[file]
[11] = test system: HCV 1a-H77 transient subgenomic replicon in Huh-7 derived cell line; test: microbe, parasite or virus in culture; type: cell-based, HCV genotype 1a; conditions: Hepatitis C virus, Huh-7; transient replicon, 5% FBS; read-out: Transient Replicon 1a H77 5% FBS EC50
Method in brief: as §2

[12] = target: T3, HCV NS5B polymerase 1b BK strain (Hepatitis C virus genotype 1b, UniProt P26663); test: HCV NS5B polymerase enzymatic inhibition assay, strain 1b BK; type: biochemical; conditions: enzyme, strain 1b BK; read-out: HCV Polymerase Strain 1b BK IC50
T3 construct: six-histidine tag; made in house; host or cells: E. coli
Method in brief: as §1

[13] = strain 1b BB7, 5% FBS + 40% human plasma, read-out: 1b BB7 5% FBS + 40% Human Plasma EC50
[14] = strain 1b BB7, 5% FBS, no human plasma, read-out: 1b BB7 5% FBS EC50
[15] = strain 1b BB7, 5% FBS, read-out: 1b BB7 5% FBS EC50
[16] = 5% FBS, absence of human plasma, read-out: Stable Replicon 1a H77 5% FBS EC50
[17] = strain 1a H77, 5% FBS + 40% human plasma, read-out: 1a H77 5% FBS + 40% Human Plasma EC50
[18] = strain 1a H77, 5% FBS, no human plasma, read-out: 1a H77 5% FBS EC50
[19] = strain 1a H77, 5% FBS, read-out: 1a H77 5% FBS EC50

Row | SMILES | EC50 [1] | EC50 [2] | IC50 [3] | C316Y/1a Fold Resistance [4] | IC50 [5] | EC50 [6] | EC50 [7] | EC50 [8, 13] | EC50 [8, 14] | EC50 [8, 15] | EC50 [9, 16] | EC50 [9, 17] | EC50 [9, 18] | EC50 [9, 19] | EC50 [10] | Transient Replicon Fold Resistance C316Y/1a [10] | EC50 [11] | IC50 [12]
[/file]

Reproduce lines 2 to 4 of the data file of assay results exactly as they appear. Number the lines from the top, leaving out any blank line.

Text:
Method in brief: as §2

[12] = target: T3, HCV NS5B polymerase 1b BK strain (Hepatitis C virus genotype 1b, UniProt P26663); test: HCV NS5B polymerase enzymatic inhibition assay, strain 1b BK; type: biochemical; conditions: enzyme, strain 1b BK; read-out: HCV Polymerase Strain 1b BK IC50
T3 construct: six-histidine tag; made in house; host or cells: E. coli